• Tonquin Trail, connecting Wilsonville, Tualatin, and Sherwood
  • Low-traffic Suburban Routes
  • Fanno Creek Trail, connecting Portland, Beaverton, and Tigard
  • Expanded Low-Speed, Low-Volume Bikeways
  • Enforcement campaigns against dangerous road users
  • Safe Routes to School programs
8 Comments

8 Responses to BTA Releases “Blueprint for Better Biking”

  1. Evan Manvel
    October 7, 2005 at 12:58 pm Link

    So, um, how did we do? What’s missing? What should be higher priority? What’s dead-on right?

    I would draw people’s attention to the report beyond the list of projects, though — it’s an interesting characterization of how to think about getting people on bikes, and I’d love people’s reaction to it.

    Evan

  2. Chris Smith
    October 7, 2005 at 9:20 pm Link

    I stronly second the idea of more training rides and clinics. I’d love to bring my daughter to a clinic on riding downtown so she feels more comfortable getting to school.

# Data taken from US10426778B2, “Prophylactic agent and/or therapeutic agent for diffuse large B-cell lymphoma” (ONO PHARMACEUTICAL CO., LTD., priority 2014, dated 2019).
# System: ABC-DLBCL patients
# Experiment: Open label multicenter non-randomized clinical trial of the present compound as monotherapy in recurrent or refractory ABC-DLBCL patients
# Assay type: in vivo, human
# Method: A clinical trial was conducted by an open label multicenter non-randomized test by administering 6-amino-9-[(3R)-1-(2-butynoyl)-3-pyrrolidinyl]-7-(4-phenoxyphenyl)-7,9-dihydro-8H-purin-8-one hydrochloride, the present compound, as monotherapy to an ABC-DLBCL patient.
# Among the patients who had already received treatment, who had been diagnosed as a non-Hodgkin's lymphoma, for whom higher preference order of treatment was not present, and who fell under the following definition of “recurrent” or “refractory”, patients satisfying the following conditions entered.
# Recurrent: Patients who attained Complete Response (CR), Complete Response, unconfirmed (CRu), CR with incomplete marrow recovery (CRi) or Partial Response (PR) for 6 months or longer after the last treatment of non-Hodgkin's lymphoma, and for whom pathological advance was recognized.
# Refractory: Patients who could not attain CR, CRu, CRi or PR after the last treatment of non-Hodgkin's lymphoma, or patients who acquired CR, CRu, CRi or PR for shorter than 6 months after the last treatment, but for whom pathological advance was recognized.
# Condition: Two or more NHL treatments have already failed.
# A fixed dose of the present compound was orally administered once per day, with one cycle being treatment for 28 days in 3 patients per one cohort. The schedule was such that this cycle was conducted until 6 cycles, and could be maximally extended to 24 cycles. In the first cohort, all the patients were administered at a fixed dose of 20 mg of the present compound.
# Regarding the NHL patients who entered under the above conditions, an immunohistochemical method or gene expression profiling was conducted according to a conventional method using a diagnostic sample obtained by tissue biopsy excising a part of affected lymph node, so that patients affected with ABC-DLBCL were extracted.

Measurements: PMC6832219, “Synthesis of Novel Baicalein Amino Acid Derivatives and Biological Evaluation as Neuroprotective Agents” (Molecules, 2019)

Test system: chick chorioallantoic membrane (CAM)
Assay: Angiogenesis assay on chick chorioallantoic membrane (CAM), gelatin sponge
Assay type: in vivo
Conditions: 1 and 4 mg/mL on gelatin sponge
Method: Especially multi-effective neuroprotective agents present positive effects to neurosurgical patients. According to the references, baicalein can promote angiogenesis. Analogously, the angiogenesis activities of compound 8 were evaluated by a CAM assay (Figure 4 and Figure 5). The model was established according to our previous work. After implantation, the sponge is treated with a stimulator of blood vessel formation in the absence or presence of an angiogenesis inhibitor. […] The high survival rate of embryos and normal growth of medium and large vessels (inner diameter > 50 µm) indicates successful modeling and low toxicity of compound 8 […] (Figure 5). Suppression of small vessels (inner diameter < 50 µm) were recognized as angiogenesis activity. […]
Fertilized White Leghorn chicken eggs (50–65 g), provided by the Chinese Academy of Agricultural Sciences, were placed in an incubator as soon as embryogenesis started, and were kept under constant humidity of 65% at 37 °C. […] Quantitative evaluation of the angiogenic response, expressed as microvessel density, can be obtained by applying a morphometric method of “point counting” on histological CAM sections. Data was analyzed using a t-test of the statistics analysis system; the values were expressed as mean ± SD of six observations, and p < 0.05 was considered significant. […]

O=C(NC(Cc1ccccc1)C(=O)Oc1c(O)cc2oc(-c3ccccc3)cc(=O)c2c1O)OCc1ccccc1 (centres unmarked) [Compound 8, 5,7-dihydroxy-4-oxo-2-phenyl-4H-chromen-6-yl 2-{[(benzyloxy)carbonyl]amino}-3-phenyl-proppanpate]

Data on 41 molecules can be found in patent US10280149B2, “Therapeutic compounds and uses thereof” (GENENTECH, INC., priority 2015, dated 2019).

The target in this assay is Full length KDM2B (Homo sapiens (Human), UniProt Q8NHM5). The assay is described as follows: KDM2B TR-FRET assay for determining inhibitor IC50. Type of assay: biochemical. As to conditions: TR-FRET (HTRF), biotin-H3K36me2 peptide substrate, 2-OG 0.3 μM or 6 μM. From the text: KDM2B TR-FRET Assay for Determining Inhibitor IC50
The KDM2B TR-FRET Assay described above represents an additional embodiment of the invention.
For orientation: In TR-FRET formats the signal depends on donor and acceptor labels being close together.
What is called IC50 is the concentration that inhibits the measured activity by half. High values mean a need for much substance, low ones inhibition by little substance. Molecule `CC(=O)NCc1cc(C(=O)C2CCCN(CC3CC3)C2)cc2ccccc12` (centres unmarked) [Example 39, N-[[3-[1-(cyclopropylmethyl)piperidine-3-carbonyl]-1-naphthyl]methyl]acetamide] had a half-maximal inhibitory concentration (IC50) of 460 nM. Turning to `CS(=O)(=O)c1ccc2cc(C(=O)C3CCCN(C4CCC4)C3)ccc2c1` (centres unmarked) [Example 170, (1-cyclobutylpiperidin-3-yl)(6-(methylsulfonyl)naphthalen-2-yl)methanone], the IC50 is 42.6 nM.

3. Jonathan Maus
    October 7, 2005 at 9:44 pm Link

    Ross, those are all great ideas. I especially like the downtown bike guide idea…sign me up!

    I’d just add that the BTA is, by their nature and mission, more of an advocacy/project oriented group. Much of their resources and staff are devoted to legislative and infrastructure projects.

    I think what you’re talking about – more outreach and education programs – might be better suited to a different group like Transportation Options at PDOT, an entirely new group or a coalition of existing groups.